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Great Reviews for "Scalia Speaks"
Michael Ramsey

Some highly positive reviews for "Scalia Speaks," the newly published collection of Justice Scalia's speeches edited by Christopher Scalia and Ed Whelan:

In the New York Times, from Alan Dershowitz, here, with this conclusion:

Liberal constitutional lawyers will continue to debate Justice Scalia many years after his death, because when it comes to jurisprudence, he was the most transformative jurist of our generation. His views cannot be ignored. That is his enduring legacy. But he was more than an influential justice. He was a great man, who lived life to the fullest — as a devout Catholic, a proud Italian-American, a devoted family man, a loyal friend, and a person of humor and culture who fondly remembered his roots in Queens and New Jersey. “Scalia Speaks” gives us a glimpse of the man, as I came to know and respect him, despite — no, because of — our arguments.

At SCOTUSblog, Ronald Collins: Justice Scalia’s living words.

If one would know Justice Oliver Wendell Holmes, one must read his memorable speeches, especially his Civil War addresses. The same holds true for Justice Antonin Gregory Scalia: If you would know Scalia the man, read “Scalia Speaks: Reflections on Law, Faith, and Life Well Lived.” In this volume, Christopher Scalia (one of the justice’s sons) and Edward Whelan (law clerk to Scalia for the October 1991 term) give posthumous voice to the late justice by way of a collection of 48 thematically organized speeches delivered between 1984 and 2014. The book’s eight parts – concerning law, life, learning, faith, virtue, friendship and more – show this immigrant son as an American proud of his heritage. Whatever side of the ideological divide one stands on, it is hard not to take heed of what Scalia said in a 1986 speech, the one offered up as the lead in this anthology:

[O]ur attachment to and affection for our particular heritage does not drive our society apart, but helps to bind it together. Like an intricate tapestry, the fabric of our society is made up of many different threads that run in different directions, but all meet one another to form the whole.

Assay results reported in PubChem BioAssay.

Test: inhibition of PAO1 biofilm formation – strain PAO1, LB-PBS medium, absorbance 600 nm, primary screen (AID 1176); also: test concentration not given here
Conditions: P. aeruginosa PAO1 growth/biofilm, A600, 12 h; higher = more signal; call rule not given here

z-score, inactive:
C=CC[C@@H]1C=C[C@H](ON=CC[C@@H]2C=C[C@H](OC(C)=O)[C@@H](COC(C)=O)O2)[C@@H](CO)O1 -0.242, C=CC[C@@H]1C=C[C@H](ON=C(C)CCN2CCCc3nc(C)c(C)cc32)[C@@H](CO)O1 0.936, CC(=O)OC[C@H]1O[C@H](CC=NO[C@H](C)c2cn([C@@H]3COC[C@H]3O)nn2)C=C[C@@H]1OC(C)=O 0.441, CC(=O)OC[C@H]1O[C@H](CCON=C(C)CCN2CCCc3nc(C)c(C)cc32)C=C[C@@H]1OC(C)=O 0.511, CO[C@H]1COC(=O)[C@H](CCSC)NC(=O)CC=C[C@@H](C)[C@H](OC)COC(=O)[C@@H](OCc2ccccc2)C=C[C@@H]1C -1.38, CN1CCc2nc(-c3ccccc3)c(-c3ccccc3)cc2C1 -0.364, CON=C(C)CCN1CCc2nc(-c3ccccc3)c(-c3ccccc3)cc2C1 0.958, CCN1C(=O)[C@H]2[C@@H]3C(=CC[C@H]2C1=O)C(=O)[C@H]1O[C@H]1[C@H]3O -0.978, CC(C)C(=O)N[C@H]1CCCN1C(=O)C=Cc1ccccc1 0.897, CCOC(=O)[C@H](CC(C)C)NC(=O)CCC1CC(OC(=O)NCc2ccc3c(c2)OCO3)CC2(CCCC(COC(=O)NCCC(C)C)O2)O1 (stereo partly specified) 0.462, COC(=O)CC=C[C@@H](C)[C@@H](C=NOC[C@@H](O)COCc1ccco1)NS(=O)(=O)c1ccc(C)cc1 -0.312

And then this: “[W]e should not fail to be grateful for what America has given to us. It has given us, first and foremost, a toleration of how different we were when we came to these shores.”

That ethos echoes through the book, as Scalia speaks about the nation he loved, the education he valued, the courage of others he esteemed, the faith he cherished, the law and freedom he treasured, and the heroes and friends he venerated. Whether in a speech to students at his alma mater (Xavier High School in New York City), or in his remarks at Wesleyan University (to deliver the Hugo Black Lecture on freedom of expression), or in his words to members of B’nai B’rith in Washington, D.C., time and again the voice of the man leaps from the pages.

At Law360 (subscription required), Judge William Pryor has a review that begins:

For those who will forever celebrate the life and career of the late Justice Antonin Scalia or for those who simply want to learn more about this giant of American law, one of Justice Scalia’s sons, Christopher, and one of his former law clerks, Edward Whelan, have teamed up to publish an indispensable collection of the late justice’s best speeches ...

In today's Wall Street Journal (also subscription required), University of Virginia law professor (and former Scalia clerk) John Duffy has this review; at NRO Ed Whelan has excerpts, including:

This marvelous book surely will be required reading for anyone seeking to understand the mind of this great jurist and conservative thinker. But I would go further and say that it should be required reading for anyone who wishes to understand the mind of a great American, a figure so important to our history that his passing influenced the presidential election held months later. If Scalia Speaks can be said to have one fundamental flaw—one shared with the man’s life—it is that it ends too soon.

(Thanks to Ed Whelan for pointers).